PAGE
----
Colombia Takes Aim at Overtourism with Unexpected Alternatives
As the now peaceful South American country enjoys prosperity and growth, it has become a hot spot for those looking for sun, scene and raw adventure
December 2, 2019
As Colombia’s tourism star continues to rise—from topping 2020 “must travel” lists to tripling its number of foreign tourists from 2006 to 2018—so too does the risk of overtourism in its most popular destinations.
“Second city travel”—the trend of traveling to lesser-known cities—is skyrocketing. In fact, more than half of global travelers want to help reduce overtourism and would choose a lesser-known, similar alternative to more popular options if it reduced their environmental impact. And in Colombia, it’s not hard to find incredible spots that have yet to go viral.
Here are some top picks for Colombia’s 2020 lesser-known spots to see, according to True Colombia Travel (TCT), a locally owned and led tour operator offering custom cultural, culinary and environmental tours throughout Colombia.
Swap Caribbean Vibes for Pacific Wildlife
If you think everyone’s visiting Cartagena, you’re right: this preserved colonial city receives over a million visitors a year; nearby coral reefs have been devastated by beach developments and litter. For an adventurous beach vacation that doesn’t add to this destruction, look to the country’s other coast—the Pacific—which remains among Colombia’s most undeveloped areas. Stay at the environmentally passionate El Almejal lodge for a crash course in sustainable tourism. Hike through abundant rainforests, learning about the region’s unique flora while keeping your eyes peeled for jaguars, black-headed spider monkeys and brown-throated sloths. Watch for olive ridley sea turtles while snorkeling in Utría National Park and spot breaching humpbacks off the coast, who arrive from Antarctica between July and November to mate and give birth to their young.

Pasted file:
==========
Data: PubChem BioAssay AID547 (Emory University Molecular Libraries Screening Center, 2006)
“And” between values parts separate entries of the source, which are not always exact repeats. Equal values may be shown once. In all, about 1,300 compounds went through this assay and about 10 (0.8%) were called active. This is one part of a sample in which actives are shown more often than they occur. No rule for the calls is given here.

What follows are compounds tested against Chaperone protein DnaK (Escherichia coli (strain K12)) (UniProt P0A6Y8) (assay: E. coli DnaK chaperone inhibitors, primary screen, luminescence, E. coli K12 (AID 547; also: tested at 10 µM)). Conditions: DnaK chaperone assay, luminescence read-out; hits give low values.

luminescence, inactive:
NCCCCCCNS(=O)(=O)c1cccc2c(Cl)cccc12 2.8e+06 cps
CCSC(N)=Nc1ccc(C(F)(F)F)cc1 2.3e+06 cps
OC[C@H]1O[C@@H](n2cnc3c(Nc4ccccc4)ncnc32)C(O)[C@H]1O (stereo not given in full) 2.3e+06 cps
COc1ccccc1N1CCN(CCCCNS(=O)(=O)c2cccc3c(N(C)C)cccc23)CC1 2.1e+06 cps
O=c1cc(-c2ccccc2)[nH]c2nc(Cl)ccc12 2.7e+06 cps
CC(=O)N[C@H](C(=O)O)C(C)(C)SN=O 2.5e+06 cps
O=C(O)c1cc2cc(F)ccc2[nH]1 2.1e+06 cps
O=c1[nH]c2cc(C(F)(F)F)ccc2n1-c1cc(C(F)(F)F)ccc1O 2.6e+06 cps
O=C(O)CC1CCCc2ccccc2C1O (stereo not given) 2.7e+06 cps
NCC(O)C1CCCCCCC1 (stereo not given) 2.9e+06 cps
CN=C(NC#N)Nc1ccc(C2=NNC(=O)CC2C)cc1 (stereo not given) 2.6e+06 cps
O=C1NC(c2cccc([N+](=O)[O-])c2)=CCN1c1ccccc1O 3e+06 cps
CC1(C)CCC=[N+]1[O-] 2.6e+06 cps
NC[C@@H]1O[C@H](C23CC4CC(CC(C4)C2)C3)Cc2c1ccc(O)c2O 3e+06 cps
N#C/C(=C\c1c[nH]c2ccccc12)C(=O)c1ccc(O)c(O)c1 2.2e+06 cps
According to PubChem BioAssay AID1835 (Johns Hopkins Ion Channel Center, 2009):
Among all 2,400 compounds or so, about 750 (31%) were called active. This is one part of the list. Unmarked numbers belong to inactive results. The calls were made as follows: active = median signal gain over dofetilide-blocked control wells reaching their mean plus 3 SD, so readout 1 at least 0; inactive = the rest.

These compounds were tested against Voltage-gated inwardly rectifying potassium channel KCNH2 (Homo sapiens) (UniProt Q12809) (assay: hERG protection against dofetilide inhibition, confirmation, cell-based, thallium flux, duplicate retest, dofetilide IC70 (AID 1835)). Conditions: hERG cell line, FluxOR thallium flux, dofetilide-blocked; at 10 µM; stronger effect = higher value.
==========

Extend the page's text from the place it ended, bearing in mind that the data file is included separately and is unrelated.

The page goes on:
Skip the Strained Caño Cristales for a Cacao-Fueled Jungle Trek
The Caño Cristales, a river known as the “melted rainbow” for its vibrant, multicolored hue, became such a popular, Instagrammable tourist site after the 2016 Peace Accord that just a year later, access to the area was restricted from visitor traffic to give the overloaded ecosystem a break. Instead of adding to its waitlist, seek out another recently-opened natural experience: the jungles around Puerto Berrio in Antioquia (near Medellín), one of Colombia’s most diverse wildlife regions. On this adventure in previously off-limit lands, visitors can hike through the jungles to spot manatees in fresh-water rivers while watching for jaguars, cougars, and a host of endemic bird species. Visitors can head to a local cacao farm to see how the bean is cultivated and turned into chocolate, and learn the cultural roots and significance of the cacao bean in Colombia.
Avoid the Bogota Crowds to Party with Pasto’s Locals
Bogota may be effortlessly cool with its bike tours, chic cafés and mountainous climate, but the influx of international visitors in recent years has had its effects as cities with a tourism sector grow faster than the infrastructure available to hold it up. But visitors can discover a place typically unknown to outsiders: Pasto. It’s one of Colombia’s oldest cities, famous to Colombians for its Carnaval de Blancos y Negros. The largest annual festival in southern Colombia, this celebration is a UNESCO Intangible Cultural Heritage event. Visitors can wander the Las Lajas Sanctuary, a basilica church built into the canyon of the Guáitara River; experience artisanal works at neighborhood galleries; and enjoy local favorites such as empanadas and cuy (guinea pig – if they can separate the pet experience from the food experience).